Imagine, you are having a morning tea and checking the daily news when you come across some disturbing news about a worker died at the construction site falling down from a ladder; or workers injured because of the Bamboo pillars hung loose; or might be any other reason which points to a serious concern for Safety at Construction Sites. How would you react watching this news at the early hour when the day begins? Can’t we start each day on some happy notes? Can’t we mandate the safety guidelines along with the checking and validating equipment used in the workplace?
In this era of industrial growth, modern equipment, technology advancements, and mobility world; safety is not just a practice to be followed; it reflects an essence of the values, an organization believes in. But unfortunately, even after such a prominent emphasis by our legislative bodies, there is still a definite gap in the requirements to be met for occupational safety. Companies should come forward with the aim to fully stop the injuries & casualties by 100 per cent at any workplace, may be in construction site or home. I along with my Young man family strongly believe that by providing workers with the right tools and training, we can professionalize industry and construction in India, creating a safe work environment for all. Companies and Industries that are serious regarding protecting their employees should do far more than react after an injury or rely on awareness based safety efforts and usually, this approach only delays the next injury. Safety is not just about responding to injuries but is about the ongoing identification of exposure, the implementation of control systems, and assuring these controls are used to neutralize the exposure. Nowadays it has become very important to implement a proper safety culture in an organization.
Manufacturing has emerged as one of the high growth sectors in India. According to the Global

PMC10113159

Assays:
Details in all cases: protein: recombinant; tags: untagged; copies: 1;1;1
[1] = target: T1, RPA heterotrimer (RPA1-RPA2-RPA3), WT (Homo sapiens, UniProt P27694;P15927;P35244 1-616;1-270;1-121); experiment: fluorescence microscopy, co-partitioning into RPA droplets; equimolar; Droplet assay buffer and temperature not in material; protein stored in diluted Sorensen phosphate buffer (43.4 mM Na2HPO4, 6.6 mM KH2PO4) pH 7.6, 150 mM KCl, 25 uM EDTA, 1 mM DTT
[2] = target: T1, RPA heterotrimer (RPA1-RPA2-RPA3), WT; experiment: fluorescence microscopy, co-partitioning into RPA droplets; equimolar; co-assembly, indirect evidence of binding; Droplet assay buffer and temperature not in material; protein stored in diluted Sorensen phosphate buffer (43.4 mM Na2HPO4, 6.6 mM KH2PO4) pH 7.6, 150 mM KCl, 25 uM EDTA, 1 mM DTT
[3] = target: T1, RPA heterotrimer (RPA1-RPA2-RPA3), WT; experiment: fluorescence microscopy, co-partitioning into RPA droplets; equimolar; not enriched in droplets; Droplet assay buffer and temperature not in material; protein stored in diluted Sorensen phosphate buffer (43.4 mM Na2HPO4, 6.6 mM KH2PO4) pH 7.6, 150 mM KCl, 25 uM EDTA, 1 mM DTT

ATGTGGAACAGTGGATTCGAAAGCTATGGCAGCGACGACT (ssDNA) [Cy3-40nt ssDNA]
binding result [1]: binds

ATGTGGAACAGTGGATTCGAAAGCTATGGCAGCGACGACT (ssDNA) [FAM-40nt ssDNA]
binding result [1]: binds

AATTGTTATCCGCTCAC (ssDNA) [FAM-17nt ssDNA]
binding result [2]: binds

Manufacturing Competitiveness Index, India is expected to become the fifth largest manufacturing country in the world by the end of year 2020. Government aims to achieve 25 per cent GDP share and 100 million new jobs in the sector by 2022. Under the Make in India initiative, the Government of India aims to increase the share of the manufacturing sector to the gross domestic product (GDP) to 25 per cent by 2022, from 16 per cent, and to create 100 million new jobs by 2022. This is an evolution of Industry 4.0. Thus sectors like Constructions, Real Estate, and Power will be in boom for a decade or more. Hence, safety at workplace is the next concern for the next two decades. Organizations should be focused on Safety-first educating users how to safely work at heights and our products are built to prevent misuse and limit risk. We should manufacture products that are easy to set up and safe to use, improving safety when compared to competitors.
Safety is not just about responding to injuries but is about the ongoing identification of exposure, the implementation of control systems, and assuring these controls are used to neutralize the exposure
Vanjul Jain, Managing Director & CEO, Youngman India
The manufacturing sector of India has the potential to reach US$ 1 trillion by 2025 and India is expected to rank amongst the top three growth economies and manufacturing destination of the world by the year 2020. The implementation of the Goods and Services Tax (GST) will make India a common market with a GDP of US$ 2.5 trillion along with a population of 1.32 billion people, which will be a big draw for investors.
With impetus on developing industrial corridors and smart cities, the government aims to ensure holistic development of the nation. The corridors would further assist in integrating, monitoring and developing a conducive environment for the industrial development and will promote advance practices in manufacturing. With a high scope of development defined, let’s not put worker’s life at stake forgetting Risks and Safety measures. Indirect costs such as loss of worker life, productivity, poor quality of goods and services, and damage to customer relations and public image can be two to four times the direct costs.
Finally, I would like to wrap up with my final thoughts:
- Let’s become a bridge for this gap and fully eradicate or minimize these accidents and their root causes.
- Let’s innovate better ways of working with clients to solve their Safety issues.
With vision of Safer India Better World, we should all be united and move forward to diminish the perilous nature of industries globally.